I have started attending some of the talks organised by The Forum for European Philosophy, and last Tuesday attended a panel on “Hypocrisy”.  If I’m honest, hypocrisy isn’t a topic I had given too much thought to, but it does seem to be a criticism that is increasingly made of those in leadership, so it is worth thinking about.

Talking to a handful of my friends shows that very few people have a working definition of hypocrisy, which in itself is interesting.  Dictionaries tend to define it along the lines of: “The practice of claiming to have higher standards or more noble beliefs than is the case”, but it is worth noting that in practice people tend to use it more broadly – for example not needing the individual to actually claim or even promote the higher standards.  

Based of the dictionary definitions, hypocrisy has two components:

  • the claim to have higher moral standards, or at least the promotion of particular standards
  • and the act which betrays those standards.  

Some people, tend to focus on the two separate components: criticising the moral arrogance, and the bad actions.  If I’m honest, this is my natural inclination – and the charge of hypocrisy itself is downplayed.  In particular, if someone claimed a standard that I didn’t agree with, and then didn’t follow it, I wouldn’t want them to change their behaviour to be in line with their ‘bad’ standard.

But enough others emphasise the combination that makes up hypocrisy, that it is important to try and understand this.  

I can think of a number of fundamental reasons to dislike hypocrisy (beyond our dislike of the separate components):

  • When practiced by leaders, hypocrisy often indicates the individual can’t be trusted and is undeserving of their position.
  • More generally, hypocrisy is a form of deception and cheating.  These undermine a functioning moral order.  By tolerating it, we ourselves weaken that system (and conversely, by condemning, it we are promoting that system).

I suspect that these reasons to condemn hypocrisy are deeply ingrained, and have arisen through evolution, along with our aversion to cheating (see for example Haidt’s book The Righteous Mind).  [One of my favourite experiments shows that in games, people will not only incur a cost to punish cheaters, but they will incur a cost to punish those that don’t themselves punish cheaters!]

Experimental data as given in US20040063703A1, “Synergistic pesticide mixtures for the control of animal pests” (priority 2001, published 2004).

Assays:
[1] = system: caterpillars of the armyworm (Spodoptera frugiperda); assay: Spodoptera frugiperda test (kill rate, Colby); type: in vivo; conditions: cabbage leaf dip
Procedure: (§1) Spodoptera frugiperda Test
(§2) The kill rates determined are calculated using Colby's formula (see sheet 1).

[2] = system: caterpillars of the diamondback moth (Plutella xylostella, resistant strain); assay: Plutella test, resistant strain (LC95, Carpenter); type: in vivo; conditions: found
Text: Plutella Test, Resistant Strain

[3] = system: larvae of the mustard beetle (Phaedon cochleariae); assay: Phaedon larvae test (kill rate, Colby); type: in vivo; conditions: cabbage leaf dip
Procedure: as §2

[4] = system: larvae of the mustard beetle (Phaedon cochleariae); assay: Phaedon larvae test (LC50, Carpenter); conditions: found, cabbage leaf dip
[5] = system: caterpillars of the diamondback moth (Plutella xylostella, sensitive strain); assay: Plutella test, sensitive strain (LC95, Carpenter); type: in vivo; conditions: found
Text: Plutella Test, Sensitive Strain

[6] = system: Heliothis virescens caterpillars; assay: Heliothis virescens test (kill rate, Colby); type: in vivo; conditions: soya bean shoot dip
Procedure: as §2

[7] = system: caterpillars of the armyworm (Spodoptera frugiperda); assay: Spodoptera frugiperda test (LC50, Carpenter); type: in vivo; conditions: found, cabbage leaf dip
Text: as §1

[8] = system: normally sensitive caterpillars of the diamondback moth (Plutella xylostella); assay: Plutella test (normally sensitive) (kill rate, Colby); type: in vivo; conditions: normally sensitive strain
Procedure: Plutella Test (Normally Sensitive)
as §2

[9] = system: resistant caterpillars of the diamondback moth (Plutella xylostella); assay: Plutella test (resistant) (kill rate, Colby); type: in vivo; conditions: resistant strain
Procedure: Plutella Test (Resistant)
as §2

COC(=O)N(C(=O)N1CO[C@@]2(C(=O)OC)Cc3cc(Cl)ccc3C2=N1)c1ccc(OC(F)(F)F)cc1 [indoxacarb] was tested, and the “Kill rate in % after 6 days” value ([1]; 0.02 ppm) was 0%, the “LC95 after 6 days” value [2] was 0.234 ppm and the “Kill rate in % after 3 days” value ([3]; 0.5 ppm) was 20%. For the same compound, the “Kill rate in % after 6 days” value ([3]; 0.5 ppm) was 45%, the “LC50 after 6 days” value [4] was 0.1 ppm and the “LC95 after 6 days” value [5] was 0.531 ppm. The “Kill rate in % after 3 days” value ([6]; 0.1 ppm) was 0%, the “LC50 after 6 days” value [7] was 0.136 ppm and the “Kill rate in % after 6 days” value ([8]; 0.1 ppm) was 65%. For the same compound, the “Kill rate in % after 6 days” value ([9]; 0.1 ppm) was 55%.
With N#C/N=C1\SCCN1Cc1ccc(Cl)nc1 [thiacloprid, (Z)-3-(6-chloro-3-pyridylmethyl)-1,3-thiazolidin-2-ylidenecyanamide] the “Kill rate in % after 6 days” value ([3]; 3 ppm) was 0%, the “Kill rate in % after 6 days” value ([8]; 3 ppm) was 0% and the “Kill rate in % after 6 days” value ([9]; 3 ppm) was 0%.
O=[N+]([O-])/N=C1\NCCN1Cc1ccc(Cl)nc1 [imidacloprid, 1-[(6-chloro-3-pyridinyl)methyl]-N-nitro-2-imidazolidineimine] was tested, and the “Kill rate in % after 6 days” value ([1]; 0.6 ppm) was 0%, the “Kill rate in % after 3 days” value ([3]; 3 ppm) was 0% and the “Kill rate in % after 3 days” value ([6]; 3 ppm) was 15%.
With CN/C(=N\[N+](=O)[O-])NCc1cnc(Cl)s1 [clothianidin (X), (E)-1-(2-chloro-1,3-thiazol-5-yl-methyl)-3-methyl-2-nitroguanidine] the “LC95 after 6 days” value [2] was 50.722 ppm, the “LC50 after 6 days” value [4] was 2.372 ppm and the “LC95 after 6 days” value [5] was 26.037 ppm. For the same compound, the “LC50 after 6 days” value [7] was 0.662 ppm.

I suspect there are some more pragmatic reasons that people care about hypocrisy (some a result of people’s innate aversion to it):

  • We may not like someone’s actions, but may feel unable to insist on them acting by our standards.  It does feel fairer to criticise them if they themselves have argued against for these standards.
  • Similarly, if someone is arguing for standards that we consider inappropriate, we can undermine them by highlighting that they don’t follow them.
  • Given the impossibility of anyone being entirely consistent, and the public’s deeply ingrained dislike of hypocrisy, it makes an easy accusation for leaders we dislike

While I do value a generally functioning moral system that allows us to cooperate within our society, and feel it is appropriate to condemn forms of cheating (including hypocrisy), this can be taken too far, particularly in today’s divisive political climate.  When criticising a leader we already dislike for some inconsistency, I do feel we would be wise to consider whether we’d feel so critical if a leader we liked acted similarly (or indeed do we share similar faults).  

And where possible, I believe we would be better to focus our attention on the inappropriate standard or the action.  And if neither of these are that bad, there is probably a better place to direct our anger.

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